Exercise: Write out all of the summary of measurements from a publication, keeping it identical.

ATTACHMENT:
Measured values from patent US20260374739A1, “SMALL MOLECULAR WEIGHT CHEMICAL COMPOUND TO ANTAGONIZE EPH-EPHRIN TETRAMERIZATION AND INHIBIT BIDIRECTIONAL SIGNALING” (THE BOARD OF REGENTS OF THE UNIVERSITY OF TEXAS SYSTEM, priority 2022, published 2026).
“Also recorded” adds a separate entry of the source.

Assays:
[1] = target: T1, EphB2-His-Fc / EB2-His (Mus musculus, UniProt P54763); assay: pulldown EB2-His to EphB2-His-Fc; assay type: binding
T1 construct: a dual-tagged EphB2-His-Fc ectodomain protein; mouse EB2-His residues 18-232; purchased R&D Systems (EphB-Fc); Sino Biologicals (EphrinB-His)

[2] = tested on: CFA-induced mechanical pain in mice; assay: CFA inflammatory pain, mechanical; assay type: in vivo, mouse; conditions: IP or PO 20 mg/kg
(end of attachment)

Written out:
Measured values from patent US20260374739A1, “SMALL MOLECULAR WEIGHT CHEMICAL COMPOUND TO ANTAGONIZE EPH-EPHRIN TETRAMERIZATION AND INHIBIT BIDIRECTIONAL SIGNALING” (THE BOARD OF REGENTS OF THE UNIVERSITY OF TEXAS SYSTEM, priority 2022, published 2026).
“Also recorded” adds a separate entry of the source.

Assays:
[1] = target: T1, EphB2-His-Fc / EB2-His (Mus musculus, UniProt P54763); assay: pulldown EB2-His to EphB2-His-Fc; assay type: binding
T1 construct: a dual-tagged EphB2-His-Fc ectodomain protein; mouse EB2-His residues 18-232; purchased R&D Systems (EphB-Fc); Sino Biologicals (EphrinB-His)

[2] = tested on: CFA-induced mechanical pain in mice; assay: CFA inflammatory pain, mechanical; assay type: in vivo, mouse; conditions: IP or PO 20 mg/kg